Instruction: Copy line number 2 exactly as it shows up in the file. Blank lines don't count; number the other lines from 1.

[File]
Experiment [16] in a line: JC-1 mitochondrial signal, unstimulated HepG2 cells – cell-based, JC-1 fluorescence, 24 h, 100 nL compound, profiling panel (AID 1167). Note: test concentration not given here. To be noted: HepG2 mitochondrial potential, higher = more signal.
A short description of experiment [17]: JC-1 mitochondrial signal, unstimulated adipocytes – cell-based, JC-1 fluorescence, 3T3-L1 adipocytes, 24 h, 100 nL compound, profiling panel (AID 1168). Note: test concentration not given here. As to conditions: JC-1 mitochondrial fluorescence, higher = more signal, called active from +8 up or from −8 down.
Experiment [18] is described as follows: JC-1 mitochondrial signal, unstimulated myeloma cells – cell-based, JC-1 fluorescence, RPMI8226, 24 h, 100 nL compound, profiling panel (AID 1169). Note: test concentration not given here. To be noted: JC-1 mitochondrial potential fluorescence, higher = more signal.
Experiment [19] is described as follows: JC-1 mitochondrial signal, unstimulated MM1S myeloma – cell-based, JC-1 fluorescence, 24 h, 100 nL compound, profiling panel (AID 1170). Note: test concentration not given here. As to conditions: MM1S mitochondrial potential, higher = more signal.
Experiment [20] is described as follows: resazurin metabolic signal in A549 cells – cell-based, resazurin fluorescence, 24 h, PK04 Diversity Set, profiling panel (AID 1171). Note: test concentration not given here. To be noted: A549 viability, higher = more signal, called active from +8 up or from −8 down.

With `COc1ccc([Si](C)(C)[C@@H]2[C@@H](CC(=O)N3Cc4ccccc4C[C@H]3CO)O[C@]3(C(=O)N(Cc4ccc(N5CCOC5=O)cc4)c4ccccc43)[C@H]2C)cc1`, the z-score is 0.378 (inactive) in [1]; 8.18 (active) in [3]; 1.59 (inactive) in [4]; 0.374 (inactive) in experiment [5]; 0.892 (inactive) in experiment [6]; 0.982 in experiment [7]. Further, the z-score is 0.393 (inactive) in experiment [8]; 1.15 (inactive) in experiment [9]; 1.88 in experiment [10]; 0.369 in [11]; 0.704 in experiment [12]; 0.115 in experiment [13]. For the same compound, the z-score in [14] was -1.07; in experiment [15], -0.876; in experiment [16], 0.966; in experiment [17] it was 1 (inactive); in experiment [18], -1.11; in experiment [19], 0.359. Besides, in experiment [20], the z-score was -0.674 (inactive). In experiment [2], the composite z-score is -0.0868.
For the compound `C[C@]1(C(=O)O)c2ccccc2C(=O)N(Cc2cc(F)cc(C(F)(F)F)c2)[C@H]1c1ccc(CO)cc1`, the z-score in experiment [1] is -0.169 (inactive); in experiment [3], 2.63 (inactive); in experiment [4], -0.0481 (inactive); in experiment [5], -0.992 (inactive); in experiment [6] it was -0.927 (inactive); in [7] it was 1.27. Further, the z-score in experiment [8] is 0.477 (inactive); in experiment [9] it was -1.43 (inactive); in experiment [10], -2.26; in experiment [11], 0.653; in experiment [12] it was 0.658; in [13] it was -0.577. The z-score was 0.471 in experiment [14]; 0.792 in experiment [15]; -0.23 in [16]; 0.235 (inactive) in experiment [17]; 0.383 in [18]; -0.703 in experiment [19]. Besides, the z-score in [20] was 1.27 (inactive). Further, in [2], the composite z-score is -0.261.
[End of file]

A short description of experiment [17]: JC-1 mitochondrial signal, unstimulated adipocytes – cell-based, JC-1 fluorescence, 3T3-L1 adipocytes, 24 h, 100 nL compound, profiling panel (AID 1168). Note: test concentration not given here. As to conditions: JC-1 mitochondrial fluorescence, higher = more signal, called active from +8 up or from −8 down.